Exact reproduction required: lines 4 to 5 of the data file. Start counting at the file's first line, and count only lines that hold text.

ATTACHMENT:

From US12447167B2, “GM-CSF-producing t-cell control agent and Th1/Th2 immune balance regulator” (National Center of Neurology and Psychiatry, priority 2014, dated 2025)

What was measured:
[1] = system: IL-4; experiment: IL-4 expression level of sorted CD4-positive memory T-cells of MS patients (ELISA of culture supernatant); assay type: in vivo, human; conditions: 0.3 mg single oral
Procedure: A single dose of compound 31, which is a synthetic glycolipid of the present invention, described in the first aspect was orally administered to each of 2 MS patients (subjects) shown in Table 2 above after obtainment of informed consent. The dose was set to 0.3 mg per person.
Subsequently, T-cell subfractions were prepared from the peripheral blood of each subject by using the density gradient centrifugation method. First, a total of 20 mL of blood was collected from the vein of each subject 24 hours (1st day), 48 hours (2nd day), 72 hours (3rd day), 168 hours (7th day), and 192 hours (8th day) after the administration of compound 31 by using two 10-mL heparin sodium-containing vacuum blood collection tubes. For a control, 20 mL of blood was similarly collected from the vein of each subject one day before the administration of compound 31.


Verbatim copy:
Procedure: A single dose of compound 31, which is a synthetic glycolipid of the present invention, described in the first aspect was orally administered to each of 2 MS patients (subjects) shown in Table 2 above after obtainment of informed consent. The dose was set to 0.3 mg per person.
Subsequently, T-cell subfractions were prepared from the peripheral blood of each subject by using the density gradient centrifugation method. First, a total of 20 mL of blood was collected from the vein of each subject 24 hours (1st day), 48 hours (2nd day), 72 hours (3rd day), 168 hours (7th day), and 192 hours (8th day) after the administration of compound 31 by using two 10-mL heparin sodium-containing vacuum blood collection tubes. For a control, 20 mL of blood was similarly collected from the vein of each subject one day before the administration of compound 31.